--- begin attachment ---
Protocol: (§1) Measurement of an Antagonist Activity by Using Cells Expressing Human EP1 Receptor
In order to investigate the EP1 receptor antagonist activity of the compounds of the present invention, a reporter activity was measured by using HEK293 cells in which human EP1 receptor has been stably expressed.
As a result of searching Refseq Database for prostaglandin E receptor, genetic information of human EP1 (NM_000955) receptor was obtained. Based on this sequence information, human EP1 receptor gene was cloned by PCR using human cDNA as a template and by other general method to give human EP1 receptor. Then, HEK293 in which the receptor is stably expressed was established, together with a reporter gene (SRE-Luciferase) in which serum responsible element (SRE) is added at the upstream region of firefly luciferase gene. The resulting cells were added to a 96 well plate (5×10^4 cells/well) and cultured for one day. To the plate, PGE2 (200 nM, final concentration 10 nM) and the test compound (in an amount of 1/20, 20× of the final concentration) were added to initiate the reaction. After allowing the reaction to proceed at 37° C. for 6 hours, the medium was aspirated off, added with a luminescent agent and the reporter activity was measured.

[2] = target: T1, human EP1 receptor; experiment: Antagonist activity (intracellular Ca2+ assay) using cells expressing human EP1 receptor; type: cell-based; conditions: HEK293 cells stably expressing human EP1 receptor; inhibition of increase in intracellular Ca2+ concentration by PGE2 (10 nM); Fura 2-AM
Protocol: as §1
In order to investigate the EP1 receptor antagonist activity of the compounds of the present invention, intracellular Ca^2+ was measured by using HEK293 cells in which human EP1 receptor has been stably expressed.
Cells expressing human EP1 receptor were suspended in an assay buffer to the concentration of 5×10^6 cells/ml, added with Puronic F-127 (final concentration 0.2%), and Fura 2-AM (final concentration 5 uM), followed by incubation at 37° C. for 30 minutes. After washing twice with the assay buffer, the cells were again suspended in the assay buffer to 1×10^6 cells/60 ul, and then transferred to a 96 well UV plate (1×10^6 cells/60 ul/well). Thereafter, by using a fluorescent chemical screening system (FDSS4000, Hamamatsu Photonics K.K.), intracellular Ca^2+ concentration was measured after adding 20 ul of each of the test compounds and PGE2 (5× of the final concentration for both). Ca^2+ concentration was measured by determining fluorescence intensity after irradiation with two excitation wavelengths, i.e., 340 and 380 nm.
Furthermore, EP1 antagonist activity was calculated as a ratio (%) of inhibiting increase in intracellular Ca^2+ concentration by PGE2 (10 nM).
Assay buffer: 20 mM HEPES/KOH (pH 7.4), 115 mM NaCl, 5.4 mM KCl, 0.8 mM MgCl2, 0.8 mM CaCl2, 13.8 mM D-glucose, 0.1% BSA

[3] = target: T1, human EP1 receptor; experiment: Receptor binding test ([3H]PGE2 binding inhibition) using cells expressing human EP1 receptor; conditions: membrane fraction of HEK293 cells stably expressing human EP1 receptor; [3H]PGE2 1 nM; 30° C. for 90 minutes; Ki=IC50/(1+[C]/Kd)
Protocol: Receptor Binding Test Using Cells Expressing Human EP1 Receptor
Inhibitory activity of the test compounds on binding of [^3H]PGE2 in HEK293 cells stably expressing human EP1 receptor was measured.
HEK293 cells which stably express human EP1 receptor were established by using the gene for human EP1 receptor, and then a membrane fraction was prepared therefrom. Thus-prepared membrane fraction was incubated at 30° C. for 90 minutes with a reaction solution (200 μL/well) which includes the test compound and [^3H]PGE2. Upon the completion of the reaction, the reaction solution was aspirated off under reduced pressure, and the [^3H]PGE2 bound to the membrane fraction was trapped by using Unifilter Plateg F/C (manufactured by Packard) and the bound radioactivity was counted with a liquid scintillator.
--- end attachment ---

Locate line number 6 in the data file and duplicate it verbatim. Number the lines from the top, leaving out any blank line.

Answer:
In order to investigate the EP1 receptor antagonist activity of the compounds of the present invention, intracellular Ca^2+ was measured by using HEK293 cells in which human EP1 receptor has been stably expressed.